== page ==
In addition to the ducks, we saw plenty of deer, rabbits, wild turkeys, birds—including brilliant orioles and finches—beavers, otters, and of course farm animals. We still refer to Holsteins as "Ovaltines," in remembrance of Lauren's misnomer from toddlerhood.

Oh sure, you betcha!
Though Dan is a Wisconsin boy, he doesn't have much of that terrific accent we Wisconsin folk are known for. I, on the other hand, tend to pick it up again the longer I'm home. Dan and the girls got a kick out of hearing me slip back into "Uff da!" (a wonderful little Norwegian expression), "don'tcha know," "oh yeah," and "you betcha!" And don't forget that long "o" sound, too. (Think a much toned down accent from the movie Fargo and you'll have it.)

Norwegian everywhere
I grew up in an area with heavy Norwegian influence and love how prominent it still is there. It was fun going to the Barnes and Noble and seeing the row of Lena and Ole joke books on the shelves. It was also fun enjoying lefse and polsa (mmmmm, lefse!) at the art fair. While we were there, we even heard a woman talking about her recent visit to Norway. And Dan couldn't believe how many Olsons, Petersons, Larsons, Johnsons (and the list goes on) there were in my middle school yearbook. Uff da!

MOA, baby!
Yep, we hit the Mall of America again this year. Awesome bargains, great rides, yummy food—big fun! We shopped our hearts out this summer and came back to Costa Rica with our suitcases full and our credit cards still smoldering.

Great Grandad
La Crosse is known for its beautiful bluffs and rivers, and Grandad bluff is the most prominent in the area. Seventeen years ago on a freezing, snowy January night, Dan proposed to me on Grandad under the American flag. This summer we decided to go to the top of bluff, stand under that flag, and enjoy the view of Wisconsin, Minnesota and Iowa.

Beautiful babies (and other terrific family members)
We enjoyed so much time with our families this summer ... both sets of parents, siblings and nephews (no nieces!), aunts, uncles and cousins ... and to our delight we met two new little members of the family this summer, fraternal twins Jack and Michael. Erin, who turned 12 this summer (and begged me not to blog her birthday!), is now a Red Cross-certified babysitter and had a chance to help her aunt and uncle with changing diapers, feeding babies, and entertaining her little cousins. She did a great job! As for me, I already miss cuddling my sweet nephews and feel so blessed to have spent some time with them.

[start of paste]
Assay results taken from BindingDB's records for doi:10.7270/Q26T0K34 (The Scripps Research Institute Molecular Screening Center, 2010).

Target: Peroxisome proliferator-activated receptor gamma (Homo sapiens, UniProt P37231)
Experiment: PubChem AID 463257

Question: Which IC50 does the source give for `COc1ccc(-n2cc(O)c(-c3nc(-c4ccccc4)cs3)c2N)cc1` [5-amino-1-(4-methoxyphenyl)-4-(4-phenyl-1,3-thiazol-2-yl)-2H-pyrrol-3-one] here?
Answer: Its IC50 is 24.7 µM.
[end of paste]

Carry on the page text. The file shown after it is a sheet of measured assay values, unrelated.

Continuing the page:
Preserving the past
One of my favorite things about spending summer in Wisconsin is that my girls are learning about their own family history. They see where Dan and I grew up, went to school and church, got married, and even where their grandparents grew up.

Each year we visit the iron foundry that my family has owned and operated since 1876. The kids love to see Grandpa and Uncle John, but they are also being exposed to something important to their heritage. Once in a while we find a foundry-made piece of history in the community, such as this 1898 water fountain (known as a bubbler in Wisconsin) outside the Onalaska library.

Hard to say goodbye
We were sad to leave our families and our beautiful country; this was our least favorite part of the summer! It means so much to me for my daughters to have this time with their family and to learn about their home away from home—which Wisconsin is for us no matter where we go. Thanks to everyone up north who shared this incredible summer with us. We'll always cherish the memories. We love and miss you!